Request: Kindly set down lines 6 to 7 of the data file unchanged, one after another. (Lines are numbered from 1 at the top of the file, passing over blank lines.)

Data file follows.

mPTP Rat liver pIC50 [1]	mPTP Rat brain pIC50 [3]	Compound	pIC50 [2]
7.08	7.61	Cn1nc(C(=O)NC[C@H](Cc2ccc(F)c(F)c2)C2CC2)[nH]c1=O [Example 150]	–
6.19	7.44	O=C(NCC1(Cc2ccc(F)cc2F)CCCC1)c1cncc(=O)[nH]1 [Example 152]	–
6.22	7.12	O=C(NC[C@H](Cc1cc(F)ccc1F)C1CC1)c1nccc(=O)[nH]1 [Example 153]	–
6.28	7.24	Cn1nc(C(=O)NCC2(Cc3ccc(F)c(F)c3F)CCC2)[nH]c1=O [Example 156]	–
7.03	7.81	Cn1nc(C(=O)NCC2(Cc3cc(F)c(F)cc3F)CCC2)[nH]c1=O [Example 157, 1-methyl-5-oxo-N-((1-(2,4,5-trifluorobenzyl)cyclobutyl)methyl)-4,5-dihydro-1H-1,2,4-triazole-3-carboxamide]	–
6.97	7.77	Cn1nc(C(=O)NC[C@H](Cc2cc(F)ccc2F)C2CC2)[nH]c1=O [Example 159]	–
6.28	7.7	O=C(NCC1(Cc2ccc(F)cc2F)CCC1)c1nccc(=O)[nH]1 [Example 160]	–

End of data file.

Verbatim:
7.03	7.81	Cn1nc(C(=O)NCC2(Cc3cc(F)c(F)cc3F)CCC2)[nH]c1=O [Example 157, 1-methyl-5-oxo-N-((1-(2,4,5-trifluorobenzyl)cyclobutyl)methyl)-4,5-dihydro-1H-1,2,4-triazole-3-carboxamide]	–
6.97	7.77	Cn1nc(C(=O)NC[C@H](Cc2cc(F)ccc2F)C2CC2)[nH]c1=O [Example 159]	–